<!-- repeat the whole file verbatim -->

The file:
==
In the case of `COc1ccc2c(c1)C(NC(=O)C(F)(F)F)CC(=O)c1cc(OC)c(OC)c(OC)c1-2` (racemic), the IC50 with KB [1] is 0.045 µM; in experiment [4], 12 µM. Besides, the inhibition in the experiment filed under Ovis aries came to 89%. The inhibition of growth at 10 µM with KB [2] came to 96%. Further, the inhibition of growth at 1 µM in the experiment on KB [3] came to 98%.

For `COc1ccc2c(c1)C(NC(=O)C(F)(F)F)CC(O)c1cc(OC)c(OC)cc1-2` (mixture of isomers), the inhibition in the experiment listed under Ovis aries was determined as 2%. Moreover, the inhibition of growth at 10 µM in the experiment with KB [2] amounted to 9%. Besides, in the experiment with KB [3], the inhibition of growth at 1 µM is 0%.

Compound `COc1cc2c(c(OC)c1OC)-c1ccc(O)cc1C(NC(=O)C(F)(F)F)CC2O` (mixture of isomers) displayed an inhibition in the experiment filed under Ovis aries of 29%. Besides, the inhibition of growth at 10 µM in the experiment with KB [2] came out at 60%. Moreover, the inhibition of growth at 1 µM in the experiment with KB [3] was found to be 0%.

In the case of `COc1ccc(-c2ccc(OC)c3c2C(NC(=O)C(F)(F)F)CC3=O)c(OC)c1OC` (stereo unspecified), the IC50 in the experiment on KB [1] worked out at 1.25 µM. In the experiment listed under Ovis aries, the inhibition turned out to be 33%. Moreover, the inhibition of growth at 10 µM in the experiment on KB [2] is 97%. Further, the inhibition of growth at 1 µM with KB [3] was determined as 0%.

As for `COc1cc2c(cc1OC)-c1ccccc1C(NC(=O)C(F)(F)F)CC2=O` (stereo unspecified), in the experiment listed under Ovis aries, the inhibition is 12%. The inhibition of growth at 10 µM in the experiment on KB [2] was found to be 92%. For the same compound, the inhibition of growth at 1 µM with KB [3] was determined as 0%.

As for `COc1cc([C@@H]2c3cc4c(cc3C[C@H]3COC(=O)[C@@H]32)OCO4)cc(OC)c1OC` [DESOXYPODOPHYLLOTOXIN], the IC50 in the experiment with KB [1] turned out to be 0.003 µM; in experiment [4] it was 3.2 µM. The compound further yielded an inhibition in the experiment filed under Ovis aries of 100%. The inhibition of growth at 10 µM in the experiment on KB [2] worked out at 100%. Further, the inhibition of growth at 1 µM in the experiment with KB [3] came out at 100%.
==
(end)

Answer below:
In the case of `COc1ccc2c(c1)C(NC(=O)C(F)(F)F)CC(=O)c1cc(OC)c(OC)c(OC)c1-2` (racemic), the IC50 with KB [1] is 0.045 µM; in experiment [4], 12 µM. Besides, the inhibition in the experiment filed under Ovis aries came to 89%. The inhibition of growth at 10 µM with KB [2] came to 96%. Further, the inhibition of growth at 1 µM in the experiment on KB [3] came to 98%.

For `COc1ccc2c(c1)C(NC(=O)C(F)(F)F)CC(O)c1cc(OC)c(OC)cc1-2` (mixture of isomers), the inhibition in the experiment listed under Ovis aries was determined as 2%. Moreover, the inhibition of growth at 10 µM in the experiment with KB [2] amounted to 9%. Besides, in the experiment with KB [3], the inhibition of growth at 1 µM is 0%.

Compound `COc1cc2c(c(OC)c1OC)-c1ccc(O)cc1C(NC(=O)C(F)(F)F)CC2O` (mixture of isomers) displayed an inhibition in the experiment filed under Ovis aries of 29%. Besides, the inhibition of growth at 10 µM in the experiment with KB [2] came out at 60%. Moreover, the inhibition of growth at 1 µM in the experiment with KB [3] was found to be 0%.

In the case of `COc1ccc(-c2ccc(OC)c3c2C(NC(=O)C(F)(F)F)CC3=O)c(OC)c1OC` (stereo unspecified), the IC50 in the experiment on KB [1] worked out at 1.25 µM. In the experiment listed under Ovis aries, the inhibition turned out to be 33%. Moreover, the inhibition of growth at 10 µM in the experiment on KB [2] is 97%. Further, the inhibition of growth at 1 µM with KB [3] was determined as 0%.

As for `COc1cc2c(cc1OC)-c1ccccc1C(NC(=O)C(F)(F)F)CC2=O` (stereo unspecified), in the experiment listed under Ovis aries, the inhibition is 12%. The inhibition of growth at 10 µM in the experiment on KB [2] was found to be 92%. For the same compound, the inhibition of growth at 1 µM with KB [3] was determined as 0%.

As for `COc1cc([C@@H]2c3cc4c(cc3C[C@H]3COC(=O)[C@@H]32)OCO4)cc(OC)c1OC` [DESOXYPODOPHYLLOTOXIN], the IC50 in the experiment with KB [1] turned out to be 0.003 µM; in experiment [4] it was 3.2 µM. The compound further yielded an inhibition in the experiment filed under Ovis aries of 100%. The inhibition of growth at 10 µM in the experiment on KB [2] worked out at 100%. Further, the inhibition of growth at 1 µM in the experiment with KB [3] came out at 100%.